Grouploop Cost-Sharing App

MY ROLE
UX/UI, wireframes, User research, Illustration, Visual design, Animation, microcopy in collaboration with the team and product owner.

GOAL
Spending time with friends and family is important. So is being able to take trips, go out and do big things with them, without worrying about who owes who for what. That's why we made Grouploop. So that people could painlessly track expenses they were sharing without a spreadsheet and then pay each other back easily.

Grouploop was a pilot project for Capital One. As a pilot, my team and I had freedom in the interactions, and visual language.  

Product Owner: Adam Zedler
UX Director: Shannan Hsiao

 

 
 

Process

COMPETITVE ANALYSIS
Focusing on payment and social apps like Venmo, Square Cash, Evite, Instagram, Snapchat, Pinterest and Google Wallet, I created flows to better see and understand the thinking behind these products.

TEAM SKETCHING WORKSHOPS
Collaborating with the product and development teams, I held sketching sessions to get all the good ideas out in the open, build stakeholder consensus and lend transparency to the process. 
 

 
 
 Early whiteboard sketches from one of the first team meetings, during which we together established 3 core user stories.

Early whiteboard sketches from one of the first team meetings, during which we together established 3 core user stories.

 
 
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PAPER PROTOTYPES FIRST
I made paper prototypes of different flows and went through them with the team. Prior to implementation we tested these low-fidelity flows in cafes to see where users were confused and to get feedback without the distraction of their feelings about visual design.


 

 

 

Challenges

CONTINUOUS ITERATION
During this process there was a lot of iteration. About one month into the project, our team was informed that legally we couldn't currently include payments, which had been a key part of our plan. We pivoted, went wide and got really interested in the "event" aspect of things before pairing the idea down to its simple event essence and creating a simplified MVP to launch at SXSW in March of 2016.

MOVING FAST IN SPITE OF ENTERPRISE FRAMEWORKS
Early one, we established a team motto of getting things done and apologizing later. The tech team established key relationships that enabled us to push through and launch in the period of a few months –rather than years.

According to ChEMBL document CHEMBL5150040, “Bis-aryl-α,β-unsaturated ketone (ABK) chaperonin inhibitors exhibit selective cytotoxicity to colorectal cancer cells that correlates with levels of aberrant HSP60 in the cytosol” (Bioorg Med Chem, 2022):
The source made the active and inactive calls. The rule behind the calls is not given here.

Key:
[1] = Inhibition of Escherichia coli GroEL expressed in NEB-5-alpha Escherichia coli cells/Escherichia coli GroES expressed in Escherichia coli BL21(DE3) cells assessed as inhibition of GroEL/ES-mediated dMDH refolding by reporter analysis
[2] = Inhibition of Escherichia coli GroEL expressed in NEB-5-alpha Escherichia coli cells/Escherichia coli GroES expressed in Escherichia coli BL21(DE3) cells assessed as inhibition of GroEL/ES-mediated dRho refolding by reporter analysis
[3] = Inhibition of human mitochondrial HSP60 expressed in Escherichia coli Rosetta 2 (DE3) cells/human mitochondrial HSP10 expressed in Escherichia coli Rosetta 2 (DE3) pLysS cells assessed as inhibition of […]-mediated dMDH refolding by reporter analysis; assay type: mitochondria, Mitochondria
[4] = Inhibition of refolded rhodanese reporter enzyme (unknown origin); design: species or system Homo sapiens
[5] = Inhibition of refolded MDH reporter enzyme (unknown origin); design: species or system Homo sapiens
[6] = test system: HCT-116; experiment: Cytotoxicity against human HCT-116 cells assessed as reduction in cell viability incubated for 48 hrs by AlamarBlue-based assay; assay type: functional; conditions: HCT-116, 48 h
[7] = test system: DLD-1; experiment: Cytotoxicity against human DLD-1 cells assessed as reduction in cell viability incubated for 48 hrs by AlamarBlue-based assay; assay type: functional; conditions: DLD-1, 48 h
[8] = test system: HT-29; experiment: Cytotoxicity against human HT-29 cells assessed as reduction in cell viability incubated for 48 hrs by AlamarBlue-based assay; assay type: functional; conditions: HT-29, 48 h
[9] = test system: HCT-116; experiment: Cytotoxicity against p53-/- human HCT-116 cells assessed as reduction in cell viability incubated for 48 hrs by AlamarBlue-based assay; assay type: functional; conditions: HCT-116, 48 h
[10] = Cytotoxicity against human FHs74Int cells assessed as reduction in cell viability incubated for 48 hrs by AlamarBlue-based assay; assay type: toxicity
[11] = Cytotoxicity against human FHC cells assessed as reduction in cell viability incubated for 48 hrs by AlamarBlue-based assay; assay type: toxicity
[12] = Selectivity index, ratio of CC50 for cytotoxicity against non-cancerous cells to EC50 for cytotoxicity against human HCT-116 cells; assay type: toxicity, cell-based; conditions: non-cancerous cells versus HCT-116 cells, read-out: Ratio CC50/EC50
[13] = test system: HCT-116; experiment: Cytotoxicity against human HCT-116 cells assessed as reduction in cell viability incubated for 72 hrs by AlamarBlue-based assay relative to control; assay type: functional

A SUMMARY SCREEN FOR EVERYONE
From the beginning, Grouploop was to be an iOS only pilot, yet as we all know, not everyone has an iOS device. 

While knowing from research (and life) that people want to know about themselves first, due to company and technology issues we couldn't initially create event summaries specifically for the user who's account it was. Thus I had to iterate and usability test a lot to get to an easily understandable summary screen. Thankfully the product owner was happy to buy Peet's gift cards and visit coffeeshops with me, soliciting continuous feedback on design prototypes along the way. 

And we had to take into account there being dummy users who wouldn't be able to download the app but could receive a summary via email of next steps.

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Visual Design & Illustration

One morning I made a sketch of a simple blue bear character to propose as mascot. He and his friends would be able to visually describe in a playful way how all different kinds of people could use Grouploop to do great things together.

My team loved the bears. When we tested with a high-fidelity InVision prototype, users loved the bears too so they stayed.

 

 
 

Simplified MVP flow

 
 Here are the high fidelity flows of the MVP that were developed. 

Here are the high fidelity flows of the MVP that were developed. 

 

SXSW SWAG
 I made a simple explanatory animation to explain the app and designed cards, stickers, and lightweight hoodies to publicize the app and build emotional engagement for the app. People couldn't get enough of the bears!

 
 Moo Cards did a wonderful job printing matte business cards and sharp stickers.

Moo Cards did a wonderful job printing matte business cards and sharp stickers.

 

What we learned, changed and improved

IT'S THE LITTLE THINGS
In the rush to get the app to the App Store in time, there were so many touchpoints that needed love. Starting with the verification email. At launch it looked like the image on the left, sad default Capital One verification email. As we weren't even mentioning our association with the company, I quickly designed a more appropriate experience for our users.

THE IMPORTANCE EXPLAINING WHY
We noticed watching users download that if they didn't allow the app access to their contacts, it didn't do very much. So I added an explanatory heads-up-we're-going-to-ask-for-your-contacts screen which reduced this behavior by 24%.

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ILLUSTRATING WHAT IT'S ALL ABOUT
Next, I had too much fun making illustrations for the image carousel while the team figured out what would be necessary for users to upload their own event photos.

 
 

 

WEB PRESENCE
Having launched the app in the App Store and to the world at SXSW,  we still had zero web presence. My mentor, Kelly Gagnon joined and made the app's introduction screens. I designed a simple, responsive marketing site. (Once the user scrolled past the first call to action module, a shorter sticky header appeared with the button. )

 
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FINALLY, THE BUSINESS CASE
The biggest challenge ended up being lack of a business case. So just as grouploop was getting great and tackling this very real human problem, we had to shut it down.

As far as I know, however, there is still a huge demand amongst my friends' parents. Hopefully, they've found a solution by now

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